Notably, Jesus doesn’t answer.    He just says, “Shut up and get out.”   And the demon albeit begrudgingly, obeys.  Kinda like my toddler.  The demon does what it’s told, but throws a bit of a temper tantrum first.

This is the first public display of Jesus’ ministry and AUTHORITY in Mark’s gospel.  I mentioned in last week’s episode that John was the last Gospel to be written.  This week’s reading is from Mark.  Most scholars believe that Mark was the first gospel written – penned approximately 40 years after Jesus’ death.  The language of Mark was that used by common people, and it reads a little bit like an action movie…it’s face paced and the story quickly moves from one important event to the next.  We often see glimpses of an angry Jesus, which might be why I enjoy Mark so much.

In this story, Mark is setting up a common theme – the conflict between Jesus and the Jewish leadership.  To be clear – this is not a conflict between Jesus and the Jewish people – Jesus was, after all, was Jewish himself – but rather between Jesus and the class of the religious elite.  In this story, the Teachers of the Law – also called the Scribes in other translations – are amazed.  They are amazed Jesus is able to teach and command with an authority that goes beyond their own – that goes beyond simply being an authority of the established code and law.  In Mark’s story, Jesus’ authority goes much further, and the Scribes are not necessarily all on board.  They are threatened.

This story reminded me of my experience in psychotherapeutic training a couple of years ago.  Before I started my journey with the Living Presence Ministry, I was a student of psychotherapy at a school in Toronto.  I’ve always felt my calling is to be and work with people in transformative and relational ways, but I’m also fairly introverted.  In short, I am a friend to the human condition…I just prefer humans one at a time.  So after almost a decade of intense psychodynamic depth therapy, and going through a period of personal discernment, I decided psychotherapy was the career path for me.  I was excited to learn more about a subject I was passionate about, from teachers who were authorities in the field.

Unfortunately, things quickly fell apart.  On the first day of training, my new colleagues and I were told we were not to speak to each other or contact each other outside of weekly small groups and monthly lectures.  So, no emails.  No texts.  No phone calls.  No coffees where we could discuss the readings, or our thoughts about various perspectives on psychoanalytic theory.  Except…we wouldn’t have been able to do much of that anyway because we were strongly discouraged from reading any material outside of what our school assigned to us.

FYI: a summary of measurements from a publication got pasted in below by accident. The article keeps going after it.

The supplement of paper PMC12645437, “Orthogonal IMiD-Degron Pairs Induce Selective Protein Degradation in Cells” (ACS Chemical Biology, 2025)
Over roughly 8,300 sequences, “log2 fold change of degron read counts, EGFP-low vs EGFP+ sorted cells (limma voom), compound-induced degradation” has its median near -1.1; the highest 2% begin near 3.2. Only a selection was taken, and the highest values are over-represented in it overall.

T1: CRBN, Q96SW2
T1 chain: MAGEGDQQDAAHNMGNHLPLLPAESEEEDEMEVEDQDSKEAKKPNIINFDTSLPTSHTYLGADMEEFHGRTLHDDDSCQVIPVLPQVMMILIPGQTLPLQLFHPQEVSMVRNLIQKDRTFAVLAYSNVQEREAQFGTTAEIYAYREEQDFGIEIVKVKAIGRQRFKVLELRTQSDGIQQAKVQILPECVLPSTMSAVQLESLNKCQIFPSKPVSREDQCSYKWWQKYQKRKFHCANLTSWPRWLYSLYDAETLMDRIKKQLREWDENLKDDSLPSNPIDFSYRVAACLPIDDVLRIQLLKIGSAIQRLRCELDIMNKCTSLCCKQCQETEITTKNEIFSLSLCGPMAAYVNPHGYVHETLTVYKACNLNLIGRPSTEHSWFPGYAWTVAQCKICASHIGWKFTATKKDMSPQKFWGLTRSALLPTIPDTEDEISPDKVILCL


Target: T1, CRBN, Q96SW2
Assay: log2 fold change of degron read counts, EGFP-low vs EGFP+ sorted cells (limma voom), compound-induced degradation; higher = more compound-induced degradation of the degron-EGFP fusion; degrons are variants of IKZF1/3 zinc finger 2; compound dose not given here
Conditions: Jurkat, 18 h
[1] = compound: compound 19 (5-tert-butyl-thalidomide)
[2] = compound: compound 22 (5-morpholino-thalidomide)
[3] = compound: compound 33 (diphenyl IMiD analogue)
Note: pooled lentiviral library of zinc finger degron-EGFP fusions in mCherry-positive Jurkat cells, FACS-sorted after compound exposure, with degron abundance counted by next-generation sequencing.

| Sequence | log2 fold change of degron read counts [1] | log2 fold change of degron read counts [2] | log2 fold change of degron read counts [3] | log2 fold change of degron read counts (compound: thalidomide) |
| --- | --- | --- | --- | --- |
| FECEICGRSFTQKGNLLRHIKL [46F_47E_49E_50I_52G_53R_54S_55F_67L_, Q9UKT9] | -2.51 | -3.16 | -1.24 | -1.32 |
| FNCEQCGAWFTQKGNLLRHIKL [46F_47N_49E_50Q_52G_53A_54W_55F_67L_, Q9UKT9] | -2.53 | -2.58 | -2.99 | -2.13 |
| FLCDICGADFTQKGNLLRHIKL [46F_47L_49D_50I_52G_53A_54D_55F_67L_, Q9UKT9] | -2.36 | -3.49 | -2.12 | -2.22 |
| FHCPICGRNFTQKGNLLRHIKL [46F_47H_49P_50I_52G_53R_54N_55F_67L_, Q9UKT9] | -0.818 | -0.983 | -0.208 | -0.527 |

The no contact rule was justified to us as a means of teaching us about boundaries.  “Don’t read anything we don’t give you” was justified as a way to prevent us from becoming overwhelmed and confused.   It felt suspiciously problematic, and…I was just coming out of 3.5 years of being on dedicated Mama duty…where the closest thing to intellectual conversation I got to experience was in describing the viscosity of my baby’s poop.  I was craving the kind of conversations my husband was having with his colleges in Divinity school.  I was craving friends.  So…I was kind of devastated with the whole thing.

But being asked not to read articles outside of what we were assigned was because…well…I’m not really sure our teachers would be able to speak to anything we might haved asked that veered off their rehearsed script.   And they were terrified of looking like they didn’t know what they were talking about because it demonstrated that although they possessed authority by the nature of their position, and that they had the power to hold us back or prevent us from practicing, they were not truly authorities on psychodynamic psychotherapy.  They didn’t possess the deep, embodied knowledge that comes with time and the passion to constantly learn as much as we can about a given topic, and to do enough of their own self work to understand their own triggers and weaknesses. The difference between claiming authority versus actually BEING an authority on their subject.   And it made them sensitive to any whiff that me might be catching on that their authority was manufactured out of the power they held over our careers.  So, the no contact rule soon began to feel like a tactic utilized to prevent us from organizing – so we couldn’t get together and say to each other, “This feels really messed up to me.  Does it feel messed up to you?”  There are a few of us who have left the school who have since come together.  We had no idea others were feeling the same way until we got out.

Claiming authority as opposed to BEING an authority.    The point Mark is trying to make to his audience is that the authority of Jesus in this story is embodied and comes from something far greater than books and law – it comes from the Creator.  Mark might as well be saying, “Hey!  Listen to this guy! He knows what he’s talking about!!”  Jesus doesn’t promise to get rid of all the demons – Mark was astute enough to see that injustice and despair still existed in his time.  But Jesus recognizes the demon.  The demon recognizes him.  The leaders recognize Jesus threat.  And on the story goes…and continues…with Harry, Ofelia, Bastian…and all the other friends sitting on my bookshelf.

Random

The Ballad of Uncle Chuck and Demon the Cat
(a rough guitar/vocal scratch track I made for my kids…)

Featured Photo by Darkness on Unsplash

The Living Presence Ministry is a community ministry of the United Church of Canada